(CNN) - A spokesman for Rep. Paul Ryan defended the Republican running mate's comments Sunday night –when he warned evangelical Christians that another four years of President Obama would threaten "Judeo-Christian values"– were part of a topic the GOP vice presidential candidate mentions "frequently during the campaign."
Spokesman Michael Steel said Ryan "was talking about issues like religious liberty and Obamacare."
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The remarks came during a Faith and Freedom Coalition conference call with conservatives over the weekend. Ryan used more heated rhetoric to describe the direction he says Obama will take the country with another four years in the White House, according to news organizations that were on the call.
Ryan, who is Roman-Catholic, said the president is leading the nation down a path "that grows government, restricts freedom and liberty, and compromises those values, those Judeo-Christian values… that made us such a great and exceptional nation."
Ryan was previously set to hold the tele-town hall in October but had to cancel due to a scheduling mix-up.
In the vice presidential debate, Ryan made a similar argument, saying aspects of Obamacare were "assaulting the religious liberties of this country."
"They're infringing upon our first freedom, the freedom of religion, by infringing on Catholic charities, Catholic churches, Catholic hospitals," Ryan said in his face-off with Vice President Joe Biden in Danville, Kentucky.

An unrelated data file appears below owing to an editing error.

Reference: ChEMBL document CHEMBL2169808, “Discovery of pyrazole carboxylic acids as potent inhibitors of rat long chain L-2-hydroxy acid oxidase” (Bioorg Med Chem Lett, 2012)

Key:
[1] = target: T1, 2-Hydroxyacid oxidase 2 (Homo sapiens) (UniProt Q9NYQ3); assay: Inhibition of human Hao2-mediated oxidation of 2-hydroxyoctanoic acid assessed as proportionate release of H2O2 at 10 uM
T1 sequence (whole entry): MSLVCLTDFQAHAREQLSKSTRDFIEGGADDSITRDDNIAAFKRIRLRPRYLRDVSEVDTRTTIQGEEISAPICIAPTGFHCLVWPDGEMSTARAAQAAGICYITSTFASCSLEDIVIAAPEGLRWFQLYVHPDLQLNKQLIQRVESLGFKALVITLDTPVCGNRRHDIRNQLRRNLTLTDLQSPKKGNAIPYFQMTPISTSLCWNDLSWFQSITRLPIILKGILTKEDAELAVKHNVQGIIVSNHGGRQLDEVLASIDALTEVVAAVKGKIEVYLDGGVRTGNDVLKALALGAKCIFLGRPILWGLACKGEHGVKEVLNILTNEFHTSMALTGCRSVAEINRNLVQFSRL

He continued: "Our church should not have to sue our federal government to maintain their religious liberties. And with respect to abortion, the Democratic Party used to say they wanted it to be safe, legal and rare. Now they support it without restriction and with taxpayer funding. Taxpayer funding in Obamacare, taxpayer funding with foreign aid."
Ryan was referring to concerns that the U.S. Health and Human Service mandate on contraceptive coverage as a part of Obama's health care law violated religious freedom of conscience by requiring certain religious groups and organizations to provide contraceptive coverage for employees.
The policy now includes a wide exemption for religious groups; requires insurance companies, instead of religious employers, to foot the bill; and still includes a year to hammer out the details.
–CNN's Jim Acosta, Shawna Shepherd and Dana Davidsen contributed to this report.